Long-Term Results of Heart Operations Performed by Surgeons-in-Training

S. C. Stoica, D. Kalavrouziotis, B.-J. Martin, K. J. Buth, G. M. Hirsch, J. A. Sullivan, R. J.F. Baskett
2008 Circulation  
Background-Past studies have clearly established that matrix metalloproteinases (MMPs) contribute to adverse myocardial remodeling with ischemia and reperfusion. However, these studies measured MMP levels in extracted samples, and therefore whether and to what degree actual changes in interstitial MMP activity occur within the human myocardium in the context of ischemia/reperfusion remained unknown. Methods and Results-The present study directly quantified MMP interstitial activity within the
more » ... tivity within the myocardium of patients (nϭ14) undergoing elective cardiac surgery during steady-state conditions, as well as during and following an obligatory period of myocardial arrest and reperfusion achieved by cardiopulmonary bypass. Interstitial MMP activity was continuously monitored using a validated MMP fluorogenic substrate, a microdialysis system placed within the myocardium, and in-line fluorescent detection system. MMP activity, as measured by fluorescent emission, reached a stable steady state level by 10 minutes after deployment of the microdialysis system. During initiation of cardiopulmonary bypass, MMP activity increased by 20% from baseline values (PϽ0.05), and then rapidly fell with cardiac arrest and longer periods of cardiopulmonary bypass. However, with restoration of myocardial blood flow and separation from cardiopulmonary bypass, MMP interstitial activity increased by over 30% from baseline (PϽ0.05). Conclusions-The present study directly demonstrated that MMP proteolytic activity exists within the human myocardial interstitium and is a dynamic process under conditions such as myocardial arrest and reperfusion. (Circulation. 2008;118[suppl 1]:S16-S23.)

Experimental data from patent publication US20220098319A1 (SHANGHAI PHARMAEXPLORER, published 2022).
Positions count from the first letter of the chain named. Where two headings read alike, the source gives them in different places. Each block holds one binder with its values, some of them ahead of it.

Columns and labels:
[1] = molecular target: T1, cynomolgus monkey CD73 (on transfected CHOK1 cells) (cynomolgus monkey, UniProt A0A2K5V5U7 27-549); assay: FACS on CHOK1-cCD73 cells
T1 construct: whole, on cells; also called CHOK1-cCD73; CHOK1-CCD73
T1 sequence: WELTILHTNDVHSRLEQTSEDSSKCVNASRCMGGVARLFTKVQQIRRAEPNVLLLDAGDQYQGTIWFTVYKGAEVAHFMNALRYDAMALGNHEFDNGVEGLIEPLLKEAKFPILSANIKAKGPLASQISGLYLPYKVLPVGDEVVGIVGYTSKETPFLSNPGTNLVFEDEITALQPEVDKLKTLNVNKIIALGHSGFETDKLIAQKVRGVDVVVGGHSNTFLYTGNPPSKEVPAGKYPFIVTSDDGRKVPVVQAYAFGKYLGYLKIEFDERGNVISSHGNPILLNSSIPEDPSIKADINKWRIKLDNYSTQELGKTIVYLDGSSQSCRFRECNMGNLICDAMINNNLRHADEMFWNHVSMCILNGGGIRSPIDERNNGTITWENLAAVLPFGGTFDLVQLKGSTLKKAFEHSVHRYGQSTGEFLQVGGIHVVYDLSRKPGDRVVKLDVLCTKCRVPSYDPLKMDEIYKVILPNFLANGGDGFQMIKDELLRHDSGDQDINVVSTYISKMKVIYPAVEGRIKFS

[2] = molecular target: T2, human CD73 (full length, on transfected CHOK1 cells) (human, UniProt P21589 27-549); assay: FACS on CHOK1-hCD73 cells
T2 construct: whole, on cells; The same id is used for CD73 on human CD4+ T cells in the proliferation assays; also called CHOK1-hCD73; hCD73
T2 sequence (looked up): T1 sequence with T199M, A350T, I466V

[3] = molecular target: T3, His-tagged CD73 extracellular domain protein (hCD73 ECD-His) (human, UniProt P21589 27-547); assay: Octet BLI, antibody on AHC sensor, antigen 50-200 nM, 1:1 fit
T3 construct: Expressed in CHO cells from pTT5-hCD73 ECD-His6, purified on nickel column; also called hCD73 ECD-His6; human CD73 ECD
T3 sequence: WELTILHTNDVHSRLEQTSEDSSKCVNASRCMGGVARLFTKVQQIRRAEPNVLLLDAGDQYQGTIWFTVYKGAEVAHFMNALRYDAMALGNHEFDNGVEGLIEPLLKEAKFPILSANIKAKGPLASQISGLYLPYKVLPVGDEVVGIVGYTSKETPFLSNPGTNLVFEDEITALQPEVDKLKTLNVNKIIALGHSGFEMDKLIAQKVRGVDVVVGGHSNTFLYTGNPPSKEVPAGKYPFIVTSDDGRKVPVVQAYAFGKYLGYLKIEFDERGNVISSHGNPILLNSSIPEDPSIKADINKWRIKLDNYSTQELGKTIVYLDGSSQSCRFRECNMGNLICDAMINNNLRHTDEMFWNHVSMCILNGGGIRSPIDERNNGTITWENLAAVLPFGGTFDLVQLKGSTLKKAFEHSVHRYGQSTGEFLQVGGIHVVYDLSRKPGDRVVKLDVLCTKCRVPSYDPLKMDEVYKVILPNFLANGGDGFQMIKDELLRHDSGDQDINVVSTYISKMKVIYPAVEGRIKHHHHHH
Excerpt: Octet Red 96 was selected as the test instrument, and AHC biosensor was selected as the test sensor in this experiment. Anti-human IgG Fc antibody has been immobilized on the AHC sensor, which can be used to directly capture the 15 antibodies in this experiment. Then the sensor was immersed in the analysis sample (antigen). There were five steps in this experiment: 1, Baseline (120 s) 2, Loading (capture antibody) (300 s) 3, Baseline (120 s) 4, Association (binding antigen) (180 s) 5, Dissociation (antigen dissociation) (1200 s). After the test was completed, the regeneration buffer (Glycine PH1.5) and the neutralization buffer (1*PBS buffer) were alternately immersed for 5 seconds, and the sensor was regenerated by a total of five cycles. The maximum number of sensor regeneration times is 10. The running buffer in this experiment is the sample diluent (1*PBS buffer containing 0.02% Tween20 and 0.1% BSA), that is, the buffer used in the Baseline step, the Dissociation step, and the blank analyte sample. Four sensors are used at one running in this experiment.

doi:10.1161/circulationaha.107.756379 pmid:18824740 fatcat:tbaejie77naspk5hqfku2nqdti